Australia (with less people than the state of Texas) did considerably better than China (with over a billion more available bodies). When you factor in total population for each country, technically Hungary was the best (7 medals for a population of just over 9 million), Australia 2nd, Denmark 3rd, Sweden 4th, Singapore 5th, the US 6th…and Russia & China pulling up the rear. But it’s not quite that simple, obviously.

So, I pose the question–how do you determine what the realistic expectations are for each country?

Jimswim
6 years ago

I assume the fast q times on other nations are there because the country can’t afford to send all qualified swimmers? Or do they really decide not to take swimmers because they decided it wasn’t ‘worth’ it? I am so glad that the USA has the luxury of both a well funded non government swim system and the knowledge that so many swimmers will be under the FINA A cut in every event.

commonwombat
Reply to  Jimswim
6 years ago

What countries outside of the USA could field two swimmers per international event making the FINA A time ? The only two possible candidates are AUS & CHN …… and even then its a stretch. USA can get away with just taking their top 2 from Trials for the simple reason their depth is such that not only will they be well inside the FINA A time but in most cases be medal contenders. No one else has that depth but rather possess strong niche strengths.

The AUS policy is that of make the AUS QT (in some cases significantly quicker than FINA A but not universally so) and finish 1-2. Do so & you have yourself a plane ticket… Read more »

Jimswim
Reply to  commonwombat
6 years ago

Part of my point is that having a faster q time than the FINA A cut is part of the rest of the worlds problem. most of the European teams and the Aussies would have left Penny, Simone, and Maya at home as to slow or limited the events they swam to eliminate the ‘weaker’ ones. Yet look at what they accomplished…WOW

commonwombat
Reply to  Jimswim
6 years ago

Sorry but no sale. They finished 1-2 in their respective events at THEIR National Trials. Would they finished 1-2 in their respective events at AUS Trials going off their Trials times (not their Rio times). Oleksiak would’ve in the 100fly & as part of the W4X100/prob W4X200 also as would DiRado in both IMs.. Sorry but FINA makes the rule about max 2 per nation per event with FINA, not the national federations.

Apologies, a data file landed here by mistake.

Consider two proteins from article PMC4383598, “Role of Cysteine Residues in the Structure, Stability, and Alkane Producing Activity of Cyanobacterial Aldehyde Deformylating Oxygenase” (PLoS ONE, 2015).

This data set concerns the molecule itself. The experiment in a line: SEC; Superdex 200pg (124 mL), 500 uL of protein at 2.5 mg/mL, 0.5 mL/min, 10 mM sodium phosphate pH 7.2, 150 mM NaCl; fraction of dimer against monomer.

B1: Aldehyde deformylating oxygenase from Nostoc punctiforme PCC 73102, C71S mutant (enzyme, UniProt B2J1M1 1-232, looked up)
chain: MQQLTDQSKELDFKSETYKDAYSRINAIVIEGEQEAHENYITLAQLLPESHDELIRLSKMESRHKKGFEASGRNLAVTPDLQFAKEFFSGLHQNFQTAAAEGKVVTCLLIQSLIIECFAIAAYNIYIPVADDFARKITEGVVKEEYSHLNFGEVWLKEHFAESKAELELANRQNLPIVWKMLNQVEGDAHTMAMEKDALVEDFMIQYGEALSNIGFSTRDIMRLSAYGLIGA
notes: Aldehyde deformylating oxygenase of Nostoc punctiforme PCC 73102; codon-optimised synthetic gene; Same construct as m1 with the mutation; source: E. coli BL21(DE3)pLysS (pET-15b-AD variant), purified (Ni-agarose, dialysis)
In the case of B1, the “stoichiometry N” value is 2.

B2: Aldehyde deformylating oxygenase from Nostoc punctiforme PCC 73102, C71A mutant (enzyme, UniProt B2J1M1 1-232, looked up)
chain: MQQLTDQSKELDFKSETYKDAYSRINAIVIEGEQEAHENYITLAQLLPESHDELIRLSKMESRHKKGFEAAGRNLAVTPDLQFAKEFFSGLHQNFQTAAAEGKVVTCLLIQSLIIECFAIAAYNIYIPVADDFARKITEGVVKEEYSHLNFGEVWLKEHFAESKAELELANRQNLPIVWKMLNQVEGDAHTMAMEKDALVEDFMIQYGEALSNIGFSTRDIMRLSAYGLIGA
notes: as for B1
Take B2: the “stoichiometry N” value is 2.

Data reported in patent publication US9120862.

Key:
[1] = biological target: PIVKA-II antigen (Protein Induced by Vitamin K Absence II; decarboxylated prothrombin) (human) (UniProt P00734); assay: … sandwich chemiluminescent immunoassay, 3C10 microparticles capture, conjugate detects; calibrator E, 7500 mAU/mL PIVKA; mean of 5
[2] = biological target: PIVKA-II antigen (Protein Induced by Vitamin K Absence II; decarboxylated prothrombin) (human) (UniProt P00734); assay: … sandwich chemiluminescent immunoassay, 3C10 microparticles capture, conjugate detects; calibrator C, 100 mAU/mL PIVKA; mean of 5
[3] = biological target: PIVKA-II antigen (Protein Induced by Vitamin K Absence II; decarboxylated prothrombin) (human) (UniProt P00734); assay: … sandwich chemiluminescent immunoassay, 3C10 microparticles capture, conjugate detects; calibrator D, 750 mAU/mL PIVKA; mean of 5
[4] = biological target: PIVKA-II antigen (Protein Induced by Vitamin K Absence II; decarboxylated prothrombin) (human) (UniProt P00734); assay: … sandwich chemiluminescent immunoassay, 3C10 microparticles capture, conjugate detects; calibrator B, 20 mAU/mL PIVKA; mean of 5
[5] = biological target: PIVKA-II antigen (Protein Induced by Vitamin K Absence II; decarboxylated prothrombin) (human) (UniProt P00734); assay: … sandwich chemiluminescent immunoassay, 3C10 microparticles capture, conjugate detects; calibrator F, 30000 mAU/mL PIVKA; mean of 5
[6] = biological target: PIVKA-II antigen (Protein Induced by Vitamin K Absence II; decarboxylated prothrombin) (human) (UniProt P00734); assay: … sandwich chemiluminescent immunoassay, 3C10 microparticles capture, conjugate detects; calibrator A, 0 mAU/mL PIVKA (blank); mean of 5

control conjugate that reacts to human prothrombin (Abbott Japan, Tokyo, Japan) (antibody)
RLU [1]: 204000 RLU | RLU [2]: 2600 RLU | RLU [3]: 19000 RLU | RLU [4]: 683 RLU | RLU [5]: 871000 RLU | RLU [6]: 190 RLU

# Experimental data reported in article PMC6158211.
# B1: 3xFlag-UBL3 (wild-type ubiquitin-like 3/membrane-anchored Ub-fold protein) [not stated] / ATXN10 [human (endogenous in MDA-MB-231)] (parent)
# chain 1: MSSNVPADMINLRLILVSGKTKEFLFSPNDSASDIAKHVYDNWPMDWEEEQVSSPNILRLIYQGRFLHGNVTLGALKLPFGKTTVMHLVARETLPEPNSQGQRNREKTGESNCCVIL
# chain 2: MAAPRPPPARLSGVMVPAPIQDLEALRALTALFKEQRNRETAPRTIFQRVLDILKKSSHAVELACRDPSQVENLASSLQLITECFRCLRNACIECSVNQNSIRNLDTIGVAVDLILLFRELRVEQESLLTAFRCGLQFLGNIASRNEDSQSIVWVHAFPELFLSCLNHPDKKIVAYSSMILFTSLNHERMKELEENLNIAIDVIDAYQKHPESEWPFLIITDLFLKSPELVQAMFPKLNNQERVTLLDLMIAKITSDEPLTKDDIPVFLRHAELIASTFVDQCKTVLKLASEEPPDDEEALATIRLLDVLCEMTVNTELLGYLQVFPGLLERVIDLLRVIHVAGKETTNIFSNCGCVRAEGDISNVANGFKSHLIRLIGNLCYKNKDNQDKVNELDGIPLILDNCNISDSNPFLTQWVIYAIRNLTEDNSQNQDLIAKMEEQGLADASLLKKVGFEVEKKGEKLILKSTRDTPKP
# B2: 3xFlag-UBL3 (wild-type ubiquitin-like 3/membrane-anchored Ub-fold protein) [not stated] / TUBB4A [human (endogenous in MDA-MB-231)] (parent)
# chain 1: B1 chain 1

Different countries have differing levels of depth in various events; whilst its cut-throat in almost all events at US Trials in other countries the quality may be non existant in some events whilst you may have an oversupply in others. Every nation have their own specific… Read more »

Bill G
6 years ago

Some thoughts …

A strong “winning is the only thing” culture in Australian swimming can create additional stress/nerves. From 1968, Canadian swimmer Elaine Tanner expressed the following sentiment: “Usually, before a race, you’re concentrating on strategy, the other swimmers, the race. But at Mexico all I could think about was the twenty million people who were expecting me to win”.

I think Tanner’s quote translates to the Aussies in Rio. While having athletes “happy to be there” is a derisive term (e.g., swim tourists), many Aussie swimmers looked like the last place they wanted to be was behind the blocks in an Olympic final. Buffalo Bills coach Marv Levy’s quote comes to mind: “Where else would you rather be than… Read more »

jay ryan
6 years ago

No doubt. Plus, the OT selection for many countries was certainly not “fun”. When you win trials but do not make an arbitrary time standard (much faster than the Olympic A std) it casts a pall over the entire selection meet. I was at USOT and it was upbeat and exciting. The Aussies left both 200 breaststrokers at home, despite the fact that the winner at 2:09 was a young up and coming kid. Nick Schaffer who swims at Wisconsin took second at 2:10. I found the comments from Aussie fans that denigrated up and coming swimmers as “tourists” really off-putting. These breaststrokers could have made semis and gained international experience so they don’t choke next time. The French went… Read more »

commonwombat
Reply to  jay ryan
6 years ago

Whilst I can concur with quite a deal of what you say, there are a few points that I feel may need clarifying:

1. Whilst Matt Wilson probably SHOULD have been taken for the 200brs, selecting him and not others who missed the AUS QT would’ve exposed selectors to a number of appeals from others who missed AUS QT. Sadly he finished 3rd i/o 2nd in 100brs which took that escape hatch out of play. Nick Schafer has been around for a number of years and has never made the QTs; he has never warranted selection

2. Whilst the “tourist” tag can occaisionally be misused, I feel you have misinterpreted what it is describing and to whom. Its should never… Read more »

coacherik
Reply to  commonwombat
6 years ago

Adam Pine at one point was top 5 in the world and made their Olympic Team, hard to say he wasn’t top tier considering how good their flyers were when he was at his best.

commonwombat
Reply to  coacherik
6 years ago

Yes, he made 3 Olympic teams, at least one was as a relay alternate. Absolutely no disrespect to him but he was never the no1 in his country in his pet event; at best only 2nd if that. I define “top tier” as being individual medallist at World/Olympic level, not just one high world ranking at one point on the calendar

Ozswim
Reply to  commonwombat
6 years ago

Who is responsible for feeding the media?

commonwombat
6 years ago

It IS heartening that at least they aren’t taking the soft option of sheeting the blame home to the foreigner, Verhaeren, rather than at the major areas of concerns.

About Retta Race

Retta Race

Former Masters swimmer and coach Loretta (Retta) thrives on a non-stop but productive schedule. Nowadays, that includes having just earned her MBA while working full-time in IT while owning French 75 Boutique while also providing swimming insight for BBC.